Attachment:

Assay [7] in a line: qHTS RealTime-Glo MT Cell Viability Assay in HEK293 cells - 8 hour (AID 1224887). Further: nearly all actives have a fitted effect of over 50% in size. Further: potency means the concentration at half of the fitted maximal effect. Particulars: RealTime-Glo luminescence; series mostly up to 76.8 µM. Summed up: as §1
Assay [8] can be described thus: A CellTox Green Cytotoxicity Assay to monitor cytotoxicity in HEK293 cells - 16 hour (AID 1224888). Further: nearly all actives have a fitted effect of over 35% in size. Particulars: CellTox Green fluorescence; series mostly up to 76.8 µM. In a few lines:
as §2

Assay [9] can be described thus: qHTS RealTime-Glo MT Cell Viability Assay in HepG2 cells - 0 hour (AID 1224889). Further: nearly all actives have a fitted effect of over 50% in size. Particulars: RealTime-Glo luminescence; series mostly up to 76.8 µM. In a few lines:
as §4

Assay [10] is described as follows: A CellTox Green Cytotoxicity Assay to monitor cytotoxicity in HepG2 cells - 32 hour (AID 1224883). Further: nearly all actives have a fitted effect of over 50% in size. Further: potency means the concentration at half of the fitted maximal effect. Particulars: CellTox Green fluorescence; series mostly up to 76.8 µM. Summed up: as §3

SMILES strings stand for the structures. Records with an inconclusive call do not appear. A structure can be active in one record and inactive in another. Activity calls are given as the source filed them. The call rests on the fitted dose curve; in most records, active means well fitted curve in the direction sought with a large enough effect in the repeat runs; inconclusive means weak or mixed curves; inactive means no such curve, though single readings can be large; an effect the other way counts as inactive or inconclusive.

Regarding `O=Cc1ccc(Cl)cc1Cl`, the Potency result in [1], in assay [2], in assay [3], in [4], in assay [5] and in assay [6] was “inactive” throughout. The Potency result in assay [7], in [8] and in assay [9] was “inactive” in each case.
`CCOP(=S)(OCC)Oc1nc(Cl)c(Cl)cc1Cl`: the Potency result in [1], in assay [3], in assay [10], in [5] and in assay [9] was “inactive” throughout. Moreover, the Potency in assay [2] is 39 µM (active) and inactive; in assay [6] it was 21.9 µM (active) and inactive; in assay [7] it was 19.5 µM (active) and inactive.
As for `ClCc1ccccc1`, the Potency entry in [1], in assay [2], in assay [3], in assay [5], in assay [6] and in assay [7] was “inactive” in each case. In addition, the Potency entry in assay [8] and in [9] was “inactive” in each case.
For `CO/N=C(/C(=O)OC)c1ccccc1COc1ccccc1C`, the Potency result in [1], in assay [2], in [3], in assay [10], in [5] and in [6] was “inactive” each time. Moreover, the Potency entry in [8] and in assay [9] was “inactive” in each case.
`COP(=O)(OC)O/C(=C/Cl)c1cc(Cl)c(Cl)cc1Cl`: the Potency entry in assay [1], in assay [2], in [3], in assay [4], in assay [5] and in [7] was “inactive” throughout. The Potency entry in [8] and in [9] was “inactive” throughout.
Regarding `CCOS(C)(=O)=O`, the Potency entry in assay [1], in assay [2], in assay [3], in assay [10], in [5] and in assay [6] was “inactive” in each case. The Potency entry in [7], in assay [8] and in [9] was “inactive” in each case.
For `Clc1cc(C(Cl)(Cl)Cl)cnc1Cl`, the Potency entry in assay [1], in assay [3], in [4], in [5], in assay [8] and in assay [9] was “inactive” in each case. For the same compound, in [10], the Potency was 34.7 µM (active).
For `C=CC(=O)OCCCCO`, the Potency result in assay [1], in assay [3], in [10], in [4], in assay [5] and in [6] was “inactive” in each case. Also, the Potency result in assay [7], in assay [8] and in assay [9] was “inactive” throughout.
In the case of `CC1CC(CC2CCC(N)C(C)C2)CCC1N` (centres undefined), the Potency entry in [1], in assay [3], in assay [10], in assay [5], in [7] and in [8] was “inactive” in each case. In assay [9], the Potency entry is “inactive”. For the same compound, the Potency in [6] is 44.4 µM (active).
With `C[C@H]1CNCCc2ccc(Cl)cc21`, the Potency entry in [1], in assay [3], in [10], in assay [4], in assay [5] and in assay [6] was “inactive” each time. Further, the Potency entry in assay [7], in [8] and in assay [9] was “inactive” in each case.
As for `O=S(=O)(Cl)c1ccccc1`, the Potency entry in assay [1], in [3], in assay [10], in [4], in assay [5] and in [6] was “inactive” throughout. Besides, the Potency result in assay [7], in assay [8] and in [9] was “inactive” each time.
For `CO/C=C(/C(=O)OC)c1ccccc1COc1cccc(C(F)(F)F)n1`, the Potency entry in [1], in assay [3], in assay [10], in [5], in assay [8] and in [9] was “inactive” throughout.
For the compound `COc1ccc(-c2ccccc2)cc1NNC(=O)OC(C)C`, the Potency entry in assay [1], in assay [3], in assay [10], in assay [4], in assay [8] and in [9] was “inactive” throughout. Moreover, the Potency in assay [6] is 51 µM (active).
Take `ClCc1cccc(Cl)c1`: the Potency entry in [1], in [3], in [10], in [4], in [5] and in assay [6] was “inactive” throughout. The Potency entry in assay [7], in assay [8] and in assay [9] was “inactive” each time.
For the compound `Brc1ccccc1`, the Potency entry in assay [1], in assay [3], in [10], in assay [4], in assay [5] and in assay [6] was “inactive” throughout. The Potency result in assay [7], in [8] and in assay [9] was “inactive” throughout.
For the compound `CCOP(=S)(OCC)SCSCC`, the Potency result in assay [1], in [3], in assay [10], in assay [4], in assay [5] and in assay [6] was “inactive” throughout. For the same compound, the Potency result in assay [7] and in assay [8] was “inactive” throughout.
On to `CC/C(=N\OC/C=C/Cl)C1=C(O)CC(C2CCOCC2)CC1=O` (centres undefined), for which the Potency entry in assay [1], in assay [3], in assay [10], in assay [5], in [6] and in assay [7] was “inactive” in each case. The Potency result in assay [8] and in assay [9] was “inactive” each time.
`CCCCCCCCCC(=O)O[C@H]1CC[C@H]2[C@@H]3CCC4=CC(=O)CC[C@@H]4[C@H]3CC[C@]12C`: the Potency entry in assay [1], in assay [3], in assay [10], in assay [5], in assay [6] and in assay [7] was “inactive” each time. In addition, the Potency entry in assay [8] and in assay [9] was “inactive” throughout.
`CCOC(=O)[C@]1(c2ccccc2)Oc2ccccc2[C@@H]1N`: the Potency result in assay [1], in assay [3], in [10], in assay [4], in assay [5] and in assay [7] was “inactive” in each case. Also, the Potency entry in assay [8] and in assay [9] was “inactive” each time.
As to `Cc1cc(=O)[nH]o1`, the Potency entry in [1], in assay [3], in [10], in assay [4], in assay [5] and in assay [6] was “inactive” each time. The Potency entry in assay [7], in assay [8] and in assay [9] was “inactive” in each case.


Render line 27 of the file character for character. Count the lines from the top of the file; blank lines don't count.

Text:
As to `Cc1cc(=O)[nH]o1`, the Potency entry in [1], in assay [3], in [10], in assay [4], in assay [5] and in assay [6] was “inactive” each time. The Potency entry in assay [7], in assay [8] and in assay [9] was “inactive” in each case.